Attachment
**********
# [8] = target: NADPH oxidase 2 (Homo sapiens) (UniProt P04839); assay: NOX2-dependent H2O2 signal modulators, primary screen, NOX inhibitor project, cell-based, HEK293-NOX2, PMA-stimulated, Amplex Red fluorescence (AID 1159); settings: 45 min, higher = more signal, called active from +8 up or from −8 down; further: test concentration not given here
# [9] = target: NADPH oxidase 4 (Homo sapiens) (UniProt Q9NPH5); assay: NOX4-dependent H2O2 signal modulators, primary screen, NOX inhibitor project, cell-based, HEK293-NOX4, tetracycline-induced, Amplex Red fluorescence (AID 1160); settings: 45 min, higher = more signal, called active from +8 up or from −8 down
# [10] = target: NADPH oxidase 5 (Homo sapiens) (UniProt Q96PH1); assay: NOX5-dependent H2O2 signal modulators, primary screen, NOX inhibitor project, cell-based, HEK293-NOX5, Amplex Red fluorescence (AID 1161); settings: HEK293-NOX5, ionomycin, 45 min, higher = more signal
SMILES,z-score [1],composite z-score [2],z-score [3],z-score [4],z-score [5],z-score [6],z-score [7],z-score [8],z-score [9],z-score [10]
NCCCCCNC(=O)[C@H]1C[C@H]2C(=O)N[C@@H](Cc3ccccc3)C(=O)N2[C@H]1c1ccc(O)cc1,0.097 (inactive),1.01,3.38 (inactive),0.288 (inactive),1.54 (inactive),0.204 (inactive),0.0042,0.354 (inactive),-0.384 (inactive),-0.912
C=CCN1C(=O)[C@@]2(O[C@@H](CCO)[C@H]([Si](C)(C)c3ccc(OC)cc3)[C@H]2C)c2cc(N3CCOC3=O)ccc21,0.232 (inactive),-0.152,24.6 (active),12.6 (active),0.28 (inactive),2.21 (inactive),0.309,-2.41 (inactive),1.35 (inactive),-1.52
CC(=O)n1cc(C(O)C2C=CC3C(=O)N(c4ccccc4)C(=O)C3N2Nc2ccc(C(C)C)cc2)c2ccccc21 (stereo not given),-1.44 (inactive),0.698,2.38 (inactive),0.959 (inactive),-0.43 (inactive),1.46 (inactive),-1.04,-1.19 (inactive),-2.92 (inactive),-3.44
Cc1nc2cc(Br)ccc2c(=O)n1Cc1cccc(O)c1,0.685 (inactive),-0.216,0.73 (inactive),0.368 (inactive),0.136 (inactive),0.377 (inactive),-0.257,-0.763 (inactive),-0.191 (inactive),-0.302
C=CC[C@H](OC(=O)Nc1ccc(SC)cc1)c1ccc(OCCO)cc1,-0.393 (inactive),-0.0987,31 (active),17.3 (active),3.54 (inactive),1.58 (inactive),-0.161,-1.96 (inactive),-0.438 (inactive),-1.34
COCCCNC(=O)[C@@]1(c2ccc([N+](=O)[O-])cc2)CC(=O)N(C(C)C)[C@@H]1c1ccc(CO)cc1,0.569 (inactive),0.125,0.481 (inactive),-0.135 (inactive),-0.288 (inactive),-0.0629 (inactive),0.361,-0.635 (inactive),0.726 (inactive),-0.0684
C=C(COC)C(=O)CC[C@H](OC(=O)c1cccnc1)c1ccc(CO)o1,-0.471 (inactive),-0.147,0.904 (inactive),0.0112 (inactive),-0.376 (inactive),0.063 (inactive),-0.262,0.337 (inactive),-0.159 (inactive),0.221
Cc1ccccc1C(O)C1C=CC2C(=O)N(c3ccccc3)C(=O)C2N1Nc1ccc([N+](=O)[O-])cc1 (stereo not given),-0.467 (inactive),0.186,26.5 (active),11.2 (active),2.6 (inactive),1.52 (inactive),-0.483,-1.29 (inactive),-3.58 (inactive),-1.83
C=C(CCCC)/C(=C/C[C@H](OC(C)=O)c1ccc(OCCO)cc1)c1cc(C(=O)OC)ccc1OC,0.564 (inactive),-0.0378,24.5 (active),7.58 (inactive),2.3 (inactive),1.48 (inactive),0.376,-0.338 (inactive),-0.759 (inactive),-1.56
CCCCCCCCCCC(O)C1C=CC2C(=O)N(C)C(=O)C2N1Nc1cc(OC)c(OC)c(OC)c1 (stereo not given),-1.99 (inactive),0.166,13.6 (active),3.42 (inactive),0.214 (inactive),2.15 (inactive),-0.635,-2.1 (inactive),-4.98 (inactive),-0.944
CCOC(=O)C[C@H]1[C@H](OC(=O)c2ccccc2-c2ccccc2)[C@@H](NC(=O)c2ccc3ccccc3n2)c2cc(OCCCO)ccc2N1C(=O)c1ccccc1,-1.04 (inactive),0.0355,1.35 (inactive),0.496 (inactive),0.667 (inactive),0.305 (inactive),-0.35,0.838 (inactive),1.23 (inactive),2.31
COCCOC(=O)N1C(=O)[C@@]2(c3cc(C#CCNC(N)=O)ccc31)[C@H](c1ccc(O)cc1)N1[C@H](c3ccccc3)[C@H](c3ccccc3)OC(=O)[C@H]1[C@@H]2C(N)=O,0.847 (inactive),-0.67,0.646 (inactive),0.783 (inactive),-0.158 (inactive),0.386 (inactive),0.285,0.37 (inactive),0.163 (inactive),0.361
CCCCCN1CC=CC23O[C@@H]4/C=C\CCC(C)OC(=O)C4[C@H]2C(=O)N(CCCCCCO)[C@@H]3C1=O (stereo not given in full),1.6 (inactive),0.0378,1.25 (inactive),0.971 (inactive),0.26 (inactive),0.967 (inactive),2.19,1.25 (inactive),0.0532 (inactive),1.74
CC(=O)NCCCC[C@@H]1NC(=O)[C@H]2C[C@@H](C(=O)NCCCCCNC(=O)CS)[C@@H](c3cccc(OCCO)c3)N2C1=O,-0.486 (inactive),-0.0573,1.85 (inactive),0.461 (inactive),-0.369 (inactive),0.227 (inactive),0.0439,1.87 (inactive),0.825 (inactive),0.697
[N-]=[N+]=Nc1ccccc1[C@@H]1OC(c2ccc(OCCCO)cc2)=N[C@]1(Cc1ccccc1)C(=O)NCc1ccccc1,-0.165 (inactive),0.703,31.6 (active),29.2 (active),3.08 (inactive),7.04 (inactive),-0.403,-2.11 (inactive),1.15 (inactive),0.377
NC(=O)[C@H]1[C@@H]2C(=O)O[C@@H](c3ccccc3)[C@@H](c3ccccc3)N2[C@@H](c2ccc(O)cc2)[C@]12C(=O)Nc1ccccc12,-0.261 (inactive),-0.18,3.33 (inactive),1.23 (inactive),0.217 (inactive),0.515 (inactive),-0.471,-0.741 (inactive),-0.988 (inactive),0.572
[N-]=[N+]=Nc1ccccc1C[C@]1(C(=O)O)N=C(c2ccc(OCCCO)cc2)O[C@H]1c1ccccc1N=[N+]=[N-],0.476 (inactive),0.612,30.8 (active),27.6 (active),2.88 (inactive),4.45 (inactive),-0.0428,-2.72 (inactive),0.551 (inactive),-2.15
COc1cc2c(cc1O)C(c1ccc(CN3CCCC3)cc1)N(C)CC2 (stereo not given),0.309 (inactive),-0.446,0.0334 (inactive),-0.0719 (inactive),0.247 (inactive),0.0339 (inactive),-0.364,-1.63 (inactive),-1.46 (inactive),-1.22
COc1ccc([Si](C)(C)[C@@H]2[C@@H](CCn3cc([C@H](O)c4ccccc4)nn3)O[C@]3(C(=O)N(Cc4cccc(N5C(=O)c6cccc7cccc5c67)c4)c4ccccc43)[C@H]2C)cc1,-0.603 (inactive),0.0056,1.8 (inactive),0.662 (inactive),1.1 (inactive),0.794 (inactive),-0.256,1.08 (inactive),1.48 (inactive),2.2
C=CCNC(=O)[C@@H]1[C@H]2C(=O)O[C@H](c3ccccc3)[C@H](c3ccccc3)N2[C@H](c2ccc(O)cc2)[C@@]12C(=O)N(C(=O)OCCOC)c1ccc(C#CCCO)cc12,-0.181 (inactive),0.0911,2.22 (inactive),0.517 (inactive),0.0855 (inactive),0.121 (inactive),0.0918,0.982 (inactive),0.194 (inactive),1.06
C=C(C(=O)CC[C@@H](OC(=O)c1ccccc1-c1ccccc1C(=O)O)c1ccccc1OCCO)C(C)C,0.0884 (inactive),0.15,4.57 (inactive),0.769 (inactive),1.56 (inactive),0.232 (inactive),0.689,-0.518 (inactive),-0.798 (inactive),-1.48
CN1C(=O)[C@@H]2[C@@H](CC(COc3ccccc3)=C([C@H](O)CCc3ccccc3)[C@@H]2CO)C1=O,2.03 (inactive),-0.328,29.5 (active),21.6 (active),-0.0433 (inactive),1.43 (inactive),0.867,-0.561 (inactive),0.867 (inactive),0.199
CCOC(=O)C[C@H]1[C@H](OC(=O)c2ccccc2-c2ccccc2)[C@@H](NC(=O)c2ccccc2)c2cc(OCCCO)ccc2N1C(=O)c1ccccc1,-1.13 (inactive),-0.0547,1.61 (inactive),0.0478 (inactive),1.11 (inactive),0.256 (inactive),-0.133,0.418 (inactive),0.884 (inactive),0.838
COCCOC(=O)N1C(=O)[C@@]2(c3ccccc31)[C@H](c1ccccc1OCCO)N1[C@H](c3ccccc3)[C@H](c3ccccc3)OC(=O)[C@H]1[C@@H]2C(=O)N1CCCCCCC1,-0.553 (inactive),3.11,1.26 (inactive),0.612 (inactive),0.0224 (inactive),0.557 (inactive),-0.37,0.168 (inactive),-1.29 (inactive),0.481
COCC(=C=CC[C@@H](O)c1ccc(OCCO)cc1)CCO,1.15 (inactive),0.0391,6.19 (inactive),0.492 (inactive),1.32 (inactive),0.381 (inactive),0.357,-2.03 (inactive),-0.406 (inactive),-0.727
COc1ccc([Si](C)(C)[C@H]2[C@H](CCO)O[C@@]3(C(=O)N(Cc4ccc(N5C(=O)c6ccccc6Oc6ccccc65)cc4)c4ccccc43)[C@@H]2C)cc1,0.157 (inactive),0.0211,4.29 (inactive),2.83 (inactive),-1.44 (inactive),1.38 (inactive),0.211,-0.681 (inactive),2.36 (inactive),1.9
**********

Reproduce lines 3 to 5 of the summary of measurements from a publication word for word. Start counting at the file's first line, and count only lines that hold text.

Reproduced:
# [10] = target: NADPH oxidase 5 (Homo sapiens) (UniProt Q96PH1); assay: NOX5-dependent H2O2 signal modulators, primary screen, NOX inhibitor project, cell-based, HEK293-NOX5, Amplex Red fluorescence (AID 1161); settings: HEK293-NOX5, ionomycin, 45 min, higher = more signal
SMILES,z-score [1],composite z-score [2],z-score [3],z-score [4],z-score [5],z-score [6],z-score [7],z-score [8],z-score [9],z-score [10]
NCCCCCNC(=O)[C@H]1C[C@H]2C(=O)N[C@@H](Cc3ccccc3)C(=O)N2[C@H]1c1ccc(O)cc1,0.097 (inactive),1.01,3.38 (inactive),0.288 (inactive),1.54 (inactive),0.204 (inactive),0.0042,0.354 (inactive),-0.384 (inactive),-0.912